Monday, October 17, 2022

My New Velvet Worms!!!

It's finally happened, I have Velvet worms! 😁 Specifically, four Epiperipatus barbadensis, courtesy of experienced hobbyist Kevin Nasser. These are some of the most coveted and rarest of invertebrates in culture, though many don't even know they exist. For those of you who don't know what velvet worms are, allow me to explain.

Velvet worms aren't worms, but a group of unique invertebrates in the phylum Onychophora, which is part of three extant phyla that make up the clade "Panarthropoda". These three extant phyla are Arthropoda (so insects, arachnids, crustaceans, etc.), Tardigrada (water bears), and of course, Onychophora (velvet worms). So velvet worms aren't quite arthropods, but they're more closely related to arthropods than actual worms. 😄

Velvet worms have very soft, thin, velvety skin, and as such should never really be handled. Despite their cuddly, chonky appearance, and the fact that they get along great communally, they are actually predatory. They feed on a variety of invertebrates, and they hunt by shooting strings of very sticky slime at prey through two oral papillae, which are a pair of highly modified limbs on the sides of the head below the antennae. The slime strands entangle their prey, and quickly dry, as the velvet worm goes in for the kill.

Overall very neat invertebrates, and so cute too! However, they can be quite fragile in captivity, their thin skin makes them more sensitive to a variety of issues that wouldn't bother most other captive invertebrates, and some species are VERY heat sensitive as well. Thankfully, Epiperipatus barbadensis is one of the hardier, tropical species of Onychophorans, and has slowly been becoming more and more established in the pet hobby for the past few years. This is thanks largely in part to Mackenzie Harrison, the original breeder of this species, who's also written a great caresheet on these creatures which can be seen here.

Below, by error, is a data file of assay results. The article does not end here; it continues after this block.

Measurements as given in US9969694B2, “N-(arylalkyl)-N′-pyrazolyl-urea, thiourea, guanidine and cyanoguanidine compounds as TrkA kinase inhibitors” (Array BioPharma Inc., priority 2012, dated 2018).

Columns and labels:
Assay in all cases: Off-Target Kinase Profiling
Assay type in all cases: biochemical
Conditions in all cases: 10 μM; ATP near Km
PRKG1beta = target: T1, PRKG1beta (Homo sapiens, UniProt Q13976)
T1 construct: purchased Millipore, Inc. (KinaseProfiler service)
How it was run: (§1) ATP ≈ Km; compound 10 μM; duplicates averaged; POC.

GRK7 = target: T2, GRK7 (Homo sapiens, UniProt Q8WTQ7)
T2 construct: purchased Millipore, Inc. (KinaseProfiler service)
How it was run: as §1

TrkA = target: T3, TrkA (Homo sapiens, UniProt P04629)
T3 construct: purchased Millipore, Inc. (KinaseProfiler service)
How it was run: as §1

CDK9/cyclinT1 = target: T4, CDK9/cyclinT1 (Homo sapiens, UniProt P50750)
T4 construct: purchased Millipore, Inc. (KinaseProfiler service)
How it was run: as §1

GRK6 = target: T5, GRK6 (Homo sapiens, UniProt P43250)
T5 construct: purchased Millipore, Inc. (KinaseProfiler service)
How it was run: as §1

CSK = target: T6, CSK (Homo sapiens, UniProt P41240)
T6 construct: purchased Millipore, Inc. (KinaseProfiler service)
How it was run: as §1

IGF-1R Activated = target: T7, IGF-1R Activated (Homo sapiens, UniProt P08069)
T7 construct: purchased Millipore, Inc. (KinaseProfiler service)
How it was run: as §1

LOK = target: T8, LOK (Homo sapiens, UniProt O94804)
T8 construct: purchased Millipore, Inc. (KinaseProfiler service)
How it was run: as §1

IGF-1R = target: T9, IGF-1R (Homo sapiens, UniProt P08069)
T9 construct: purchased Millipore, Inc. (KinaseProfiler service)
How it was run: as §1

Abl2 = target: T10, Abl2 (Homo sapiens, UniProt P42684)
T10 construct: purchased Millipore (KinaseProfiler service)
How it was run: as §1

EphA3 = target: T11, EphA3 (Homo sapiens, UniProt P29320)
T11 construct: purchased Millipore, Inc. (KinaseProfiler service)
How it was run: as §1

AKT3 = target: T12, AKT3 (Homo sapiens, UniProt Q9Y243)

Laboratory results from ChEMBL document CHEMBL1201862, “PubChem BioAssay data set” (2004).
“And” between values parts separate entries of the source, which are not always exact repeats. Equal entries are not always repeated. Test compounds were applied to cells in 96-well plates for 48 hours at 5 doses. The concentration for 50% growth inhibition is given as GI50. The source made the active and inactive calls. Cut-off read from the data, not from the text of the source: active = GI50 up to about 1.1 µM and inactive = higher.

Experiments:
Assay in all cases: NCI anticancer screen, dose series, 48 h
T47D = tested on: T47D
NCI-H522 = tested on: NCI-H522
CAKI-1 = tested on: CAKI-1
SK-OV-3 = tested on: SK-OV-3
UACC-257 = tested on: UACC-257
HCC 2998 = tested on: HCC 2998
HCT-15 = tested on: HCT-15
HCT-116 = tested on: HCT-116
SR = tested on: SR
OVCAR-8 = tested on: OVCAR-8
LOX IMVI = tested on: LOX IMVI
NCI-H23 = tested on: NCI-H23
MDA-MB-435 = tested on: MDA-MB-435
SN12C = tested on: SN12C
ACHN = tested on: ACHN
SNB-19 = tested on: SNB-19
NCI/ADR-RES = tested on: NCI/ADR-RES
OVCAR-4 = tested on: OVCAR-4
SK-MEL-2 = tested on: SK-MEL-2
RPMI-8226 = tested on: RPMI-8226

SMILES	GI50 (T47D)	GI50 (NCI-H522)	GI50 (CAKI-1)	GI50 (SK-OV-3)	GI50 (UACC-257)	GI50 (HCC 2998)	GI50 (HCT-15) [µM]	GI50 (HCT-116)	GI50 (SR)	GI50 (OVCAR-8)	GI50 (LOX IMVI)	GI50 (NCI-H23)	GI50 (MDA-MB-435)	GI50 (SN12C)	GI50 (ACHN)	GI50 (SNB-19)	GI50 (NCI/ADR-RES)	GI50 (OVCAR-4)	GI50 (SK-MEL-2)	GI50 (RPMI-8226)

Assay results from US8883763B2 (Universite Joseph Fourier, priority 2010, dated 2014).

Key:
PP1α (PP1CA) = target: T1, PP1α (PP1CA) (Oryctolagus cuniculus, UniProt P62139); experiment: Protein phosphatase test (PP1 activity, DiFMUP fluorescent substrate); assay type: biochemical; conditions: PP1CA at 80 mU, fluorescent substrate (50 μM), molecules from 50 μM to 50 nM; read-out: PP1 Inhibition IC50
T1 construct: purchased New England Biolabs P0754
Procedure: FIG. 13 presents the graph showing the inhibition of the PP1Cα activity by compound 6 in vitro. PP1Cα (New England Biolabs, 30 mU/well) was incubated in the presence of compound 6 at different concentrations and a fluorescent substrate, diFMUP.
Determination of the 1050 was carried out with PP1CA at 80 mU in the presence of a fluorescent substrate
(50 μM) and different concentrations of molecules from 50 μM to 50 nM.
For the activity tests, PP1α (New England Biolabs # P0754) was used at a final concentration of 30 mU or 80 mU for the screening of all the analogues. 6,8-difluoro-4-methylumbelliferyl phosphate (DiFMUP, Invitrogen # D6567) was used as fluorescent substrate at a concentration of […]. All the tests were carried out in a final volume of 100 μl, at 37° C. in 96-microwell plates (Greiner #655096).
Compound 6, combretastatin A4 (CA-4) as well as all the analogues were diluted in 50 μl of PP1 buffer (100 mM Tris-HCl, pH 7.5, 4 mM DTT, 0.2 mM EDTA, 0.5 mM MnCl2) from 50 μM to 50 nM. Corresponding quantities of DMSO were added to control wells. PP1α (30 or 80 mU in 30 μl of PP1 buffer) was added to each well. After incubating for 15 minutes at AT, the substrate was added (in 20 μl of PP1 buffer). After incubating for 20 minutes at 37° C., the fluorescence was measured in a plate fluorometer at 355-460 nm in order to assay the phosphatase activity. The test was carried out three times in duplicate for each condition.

I've got my group housed in a minimally ventilated container with an inch deep mix of coconut fiber and spent Panesthia substrate. There's a live, rooted Pothos cutting planted there, and they've got moss, leaf litter, and some crumpled paper towels on top of the substrate to hide under. In case you can't tell, I'm going for a more simplistic, sterile setup with these guys, since it's a small starter group that I want to monitor closely.
I'm keeping them at around 75F°, watering them only with distilled water (since chlorinated tap water is harmful to them), and am feeding them prekilled Parcoblatta and live Compsodes. Can't tell if they've eaten any of the Compsodes, but they've messed up the prekilled Parcoblatta, my largest Epiperipatus (a suspect female) ate it's weight in Parcoblatta in one night. 😳

Here are some pictures of my largest individual:

So cute!!! 🥰 Their little feet especially are freaking adorable! 😭🥺 I love them so much, I really hope that out of my four individuals I have a breeding pair, and/or that my largest, suspect female is mated and will produce offspring soon. 🤞😁 

Well, that does it for this post, HUGE thanks to Kevin for sending me these beautiful creatures, I'll do my best to help bolster their numbers in captivity!
Thanks for reading, hope everyone enjoyed, stay safe, and I'll see you all next time! 😉

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